He said, “God’s Kingdom is as if a man should cast seed on the earth, and should sleep and rise night and day, and the seed should spring up and grow, he doesn’t know how. For the earth bears fruit: first the blade, then the ear, then the full grain in the ear. But when the fruit is ripe, immediately he puts in the sickle, because the harvest has come.”
He said, “How will we liken God’s Kingdom? Or with what parable will we illustrate it? It’s like a grain of mustard seed, which, when it is sown in the earth, though it is less than all the seeds that are on the earth, yet when it is sown, grows up, and becomes greater than all the herbs, and puts out great branches, so that the birds of the sky can lodge under its shadow.”
With many such parables he spoke the word to them, as they were able to hear it. Without a parable he didn’t speak to them; but privately to his own disciples he explained everything.
On that day, when evening had come, he said to them, “Let’s go over to the other side.” Leaving the multitude, they took him with them, even as he was, in the boat. Other small boats were also with him. A big wind storm arose, and the waves beat into the boat, so much that the boat was already filled. He himself was in the stern, asleep on the cushion, and they woke him up, and told him, “Teacher, don’t you care that we are dying?”
He awoke, and rebuked the wind, and said to the sea, “Peace! Be still!” The wind ceased, and there was a great calm. He said to them, “Why are you so afraid? How is it that you have no faith?”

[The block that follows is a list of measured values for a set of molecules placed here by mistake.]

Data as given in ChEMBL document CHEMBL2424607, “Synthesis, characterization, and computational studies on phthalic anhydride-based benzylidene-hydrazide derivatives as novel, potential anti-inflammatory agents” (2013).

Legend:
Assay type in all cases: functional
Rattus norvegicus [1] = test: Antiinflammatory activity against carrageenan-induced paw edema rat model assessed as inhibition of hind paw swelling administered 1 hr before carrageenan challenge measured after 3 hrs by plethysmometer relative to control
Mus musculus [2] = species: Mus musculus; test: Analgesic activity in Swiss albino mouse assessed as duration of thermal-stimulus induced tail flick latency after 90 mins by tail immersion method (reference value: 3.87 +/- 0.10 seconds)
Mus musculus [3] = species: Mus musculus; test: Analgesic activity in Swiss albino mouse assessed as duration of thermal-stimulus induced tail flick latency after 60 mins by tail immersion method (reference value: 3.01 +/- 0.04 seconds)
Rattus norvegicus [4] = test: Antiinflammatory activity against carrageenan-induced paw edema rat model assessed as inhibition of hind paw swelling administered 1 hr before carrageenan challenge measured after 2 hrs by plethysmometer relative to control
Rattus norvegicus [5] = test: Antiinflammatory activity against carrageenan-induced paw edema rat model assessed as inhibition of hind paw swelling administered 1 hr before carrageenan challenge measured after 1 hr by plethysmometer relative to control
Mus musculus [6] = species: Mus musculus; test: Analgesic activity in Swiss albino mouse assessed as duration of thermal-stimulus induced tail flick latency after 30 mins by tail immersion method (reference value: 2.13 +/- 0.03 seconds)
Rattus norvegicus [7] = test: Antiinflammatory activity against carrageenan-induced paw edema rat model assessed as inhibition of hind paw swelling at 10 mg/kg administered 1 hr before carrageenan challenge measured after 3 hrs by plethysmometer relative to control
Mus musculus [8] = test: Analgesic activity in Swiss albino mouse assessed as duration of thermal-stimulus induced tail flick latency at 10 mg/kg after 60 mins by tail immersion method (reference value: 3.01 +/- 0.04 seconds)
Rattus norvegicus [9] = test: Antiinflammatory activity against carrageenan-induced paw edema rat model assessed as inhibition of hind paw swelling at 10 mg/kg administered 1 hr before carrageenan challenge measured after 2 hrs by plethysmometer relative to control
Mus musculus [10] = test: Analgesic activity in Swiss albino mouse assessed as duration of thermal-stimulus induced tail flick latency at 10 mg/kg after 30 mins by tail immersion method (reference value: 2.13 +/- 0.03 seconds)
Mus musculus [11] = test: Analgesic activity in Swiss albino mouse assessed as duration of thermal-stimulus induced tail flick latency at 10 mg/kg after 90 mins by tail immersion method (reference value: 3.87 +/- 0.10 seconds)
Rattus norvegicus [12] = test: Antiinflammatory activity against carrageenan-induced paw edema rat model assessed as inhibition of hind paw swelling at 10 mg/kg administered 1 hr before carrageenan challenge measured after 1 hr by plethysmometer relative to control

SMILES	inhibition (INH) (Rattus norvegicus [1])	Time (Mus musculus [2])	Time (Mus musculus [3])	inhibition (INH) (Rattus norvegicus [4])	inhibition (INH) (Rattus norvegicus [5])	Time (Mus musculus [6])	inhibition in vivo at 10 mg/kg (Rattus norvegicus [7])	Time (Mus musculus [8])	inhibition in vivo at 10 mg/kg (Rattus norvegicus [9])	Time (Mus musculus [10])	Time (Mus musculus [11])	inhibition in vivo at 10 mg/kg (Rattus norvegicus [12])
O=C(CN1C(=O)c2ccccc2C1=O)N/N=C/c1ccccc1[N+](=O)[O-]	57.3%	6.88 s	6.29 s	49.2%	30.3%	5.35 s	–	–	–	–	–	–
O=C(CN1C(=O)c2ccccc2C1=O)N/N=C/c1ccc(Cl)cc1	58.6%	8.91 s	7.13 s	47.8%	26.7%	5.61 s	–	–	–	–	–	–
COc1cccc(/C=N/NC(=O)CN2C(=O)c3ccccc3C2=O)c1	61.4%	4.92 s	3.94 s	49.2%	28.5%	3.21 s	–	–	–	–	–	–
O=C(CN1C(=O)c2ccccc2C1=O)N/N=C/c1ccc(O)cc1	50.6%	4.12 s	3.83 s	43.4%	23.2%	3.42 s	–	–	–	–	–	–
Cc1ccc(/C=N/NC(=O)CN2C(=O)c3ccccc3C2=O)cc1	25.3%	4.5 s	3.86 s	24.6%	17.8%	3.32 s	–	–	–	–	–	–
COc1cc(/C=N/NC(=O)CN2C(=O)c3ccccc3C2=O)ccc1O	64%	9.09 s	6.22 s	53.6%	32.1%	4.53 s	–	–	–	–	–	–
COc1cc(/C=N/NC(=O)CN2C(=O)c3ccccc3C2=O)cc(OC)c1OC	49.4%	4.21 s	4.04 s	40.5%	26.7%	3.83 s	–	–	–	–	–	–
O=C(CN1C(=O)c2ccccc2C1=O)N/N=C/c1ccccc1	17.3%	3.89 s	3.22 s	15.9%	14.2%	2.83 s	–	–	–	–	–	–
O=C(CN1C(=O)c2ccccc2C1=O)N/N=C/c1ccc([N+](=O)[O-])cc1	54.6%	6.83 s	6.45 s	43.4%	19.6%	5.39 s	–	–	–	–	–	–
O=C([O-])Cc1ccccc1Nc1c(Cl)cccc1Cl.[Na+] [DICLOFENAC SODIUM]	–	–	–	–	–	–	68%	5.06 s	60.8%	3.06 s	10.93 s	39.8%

They were greatly afraid, and said to one another, “Who then is this, that even the wind and the sea obey him?”
They came to the other side of the sea, into the country of the Gadarenes. When he had come out of the boat, immediately a man with an unclean spirit met him out of the tombs. He lived in the tombs. Nobody could bind him any more, not even with chains, because he had been often bound with fetters and chains, and the chains had been torn apart by him, and the fetters broken in pieces. Nobody had the strength to tame him. Always, night and day, in the tombs and in the mountains, he was crying out, and cutting himself with stones. When he saw Jesus from afar, he ran and bowed down to him, and crying out with a loud voice, he said, “What have I to do with you, Jesus, you Son of the Most High God? I adjure you by God, don’t torment me.” For he said to him, “Come out of the man, you unclean spirit!”
He asked him, “What is your name?”
He said to him, “My name is Legion, for we are many.” He begged him much that he would not send them away out of the country. Now on the mountainside there was a great herd of pigs feeding. All the demons begged him, saying, “Send us into the pigs, that we may enter into them.”
At once Jesus gave them permission. The unclean spirits came out and entered into the pigs. The herd of about two thousand rushed down the steep bank into the sea, and they were drowned in the sea. Those who fed them fled, and told it in the city and in the country.
The people came to see what it was that had happened. They came to Jesus, and saw him who had been possessed by demons sitting, clothed, and in his right mind, even him who had the legion; and they were afraid. Those who saw it declared to them what happened to him who was possessed by demons, and about the pigs. They began to beg him to depart from their region.
As he was entering into the boat, he who had been possessed by demons begged him that he might be with him. He didn’t allow him, but said to him, “Go to your house, to your friends, and tell them what great things the Lord has done for you, and how he had mercy on you.”
He went his way, and began to proclaim in Decapolis how Jesus had done great things for him, and everyone marveled.